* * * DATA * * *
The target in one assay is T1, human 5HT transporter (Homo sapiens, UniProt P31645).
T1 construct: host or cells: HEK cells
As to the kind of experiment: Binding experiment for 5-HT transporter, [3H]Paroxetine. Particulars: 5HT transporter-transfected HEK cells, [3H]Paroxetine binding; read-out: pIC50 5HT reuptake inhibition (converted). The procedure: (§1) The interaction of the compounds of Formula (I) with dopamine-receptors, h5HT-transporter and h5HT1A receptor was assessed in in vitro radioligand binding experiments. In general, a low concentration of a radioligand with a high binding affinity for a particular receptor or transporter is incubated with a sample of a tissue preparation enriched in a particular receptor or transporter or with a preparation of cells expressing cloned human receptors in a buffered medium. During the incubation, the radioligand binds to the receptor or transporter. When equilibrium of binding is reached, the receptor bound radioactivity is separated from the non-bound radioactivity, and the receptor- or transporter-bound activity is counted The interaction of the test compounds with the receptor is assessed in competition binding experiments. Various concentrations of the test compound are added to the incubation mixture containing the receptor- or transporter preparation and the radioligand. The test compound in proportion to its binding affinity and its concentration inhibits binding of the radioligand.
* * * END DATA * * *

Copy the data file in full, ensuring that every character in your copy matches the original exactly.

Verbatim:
The target in one assay is T1, human 5HT transporter (Homo sapiens, UniProt P31645).
T1 construct: host or cells: HEK cells
As to the kind of experiment: Binding experiment for 5-HT transporter, [3H]Paroxetine. Particulars: 5HT transporter-transfected HEK cells, [3H]Paroxetine binding; read-out: pIC50 5HT reuptake inhibition (converted). The procedure: (§1) The interaction of the compounds of Formula (I) with dopamine-receptors, h5HT-transporter and h5HT1A receptor was assessed in in vitro radioligand binding experiments. In general, a low concentration of a radioligand with a high binding affinity for a particular receptor or transporter is incubated with a sample of a tissue preparation enriched in a particular receptor or transporter or with a preparation of cells expressing cloned human receptors in a buffered medium. During the incubation, the radioligand binds to the receptor or transporter. When equilibrium of binding is reached, the receptor bound radioactivity is separated from the non-bound radioactivity, and the receptor- or transporter-bound activity is counted The interaction of the test compounds with the receptor is assessed in competition binding experiments. Various concentrations of the test compound are added to the incubation mixture containing the receptor- or transporter preparation and the radioligand. The test compound in proportion to its binding affinity and its concentration inhibits binding of the radioligand.